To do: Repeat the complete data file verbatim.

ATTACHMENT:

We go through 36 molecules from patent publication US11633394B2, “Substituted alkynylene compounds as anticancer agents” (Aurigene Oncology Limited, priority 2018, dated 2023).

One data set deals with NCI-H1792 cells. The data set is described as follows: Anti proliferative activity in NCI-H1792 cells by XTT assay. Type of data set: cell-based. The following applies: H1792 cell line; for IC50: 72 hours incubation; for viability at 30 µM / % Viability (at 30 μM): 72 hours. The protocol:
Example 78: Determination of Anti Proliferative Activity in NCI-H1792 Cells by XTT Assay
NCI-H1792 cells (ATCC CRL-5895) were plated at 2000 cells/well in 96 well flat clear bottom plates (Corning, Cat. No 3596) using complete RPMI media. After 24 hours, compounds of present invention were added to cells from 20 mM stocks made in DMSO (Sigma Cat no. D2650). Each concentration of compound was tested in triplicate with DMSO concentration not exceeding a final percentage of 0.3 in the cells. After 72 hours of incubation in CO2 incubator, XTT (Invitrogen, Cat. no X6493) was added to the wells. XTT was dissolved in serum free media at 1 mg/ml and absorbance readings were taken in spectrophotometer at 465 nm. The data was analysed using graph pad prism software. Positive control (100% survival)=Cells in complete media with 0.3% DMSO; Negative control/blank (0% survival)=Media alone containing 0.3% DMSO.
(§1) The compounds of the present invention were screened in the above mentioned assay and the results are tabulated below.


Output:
We go through 36 molecules from patent publication US11633394B2, “Substituted alkynylene compounds as anticancer agents” (Aurigene Oncology Limited, priority 2018, dated 2023).

One data set deals with NCI-H1792 cells. The data set is described as follows: Anti proliferative activity in NCI-H1792 cells by XTT assay. Type of data set: cell-based. The following applies: H1792 cell line; for IC50: 72 hours incubation; for viability at 30 µM / % Viability (at 30 μM): 72 hours. The protocol:
Example 78: Determination of Anti Proliferative Activity in NCI-H1792 Cells by XTT Assay
NCI-H1792 cells (ATCC CRL-5895) were plated at 2000 cells/well in 96 well flat clear bottom plates (Corning, Cat. No 3596) using complete RPMI media. After 24 hours, compounds of present invention were added to cells from 20 mM stocks made in DMSO (Sigma Cat no. D2650). Each concentration of compound was tested in triplicate with DMSO concentration not exceeding a final percentage of 0.3 in the cells. After 72 hours of incubation in CO2 incubator, XTT (Invitrogen, Cat. no X6493) was added to the wells. XTT was dissolved in serum free media at 1 mg/ml and absorbance readings were taken in spectrophotometer at 465 nm. The data was analysed using graph pad prism software. Positive control (100% survival)=Cells in complete media with 0.3% DMSO; Negative control/blank (0% survival)=Media alone containing 0.3% DMSO.
(§1) The compounds of the present invention were screened in the above mentioned assay and the results are tabulated below.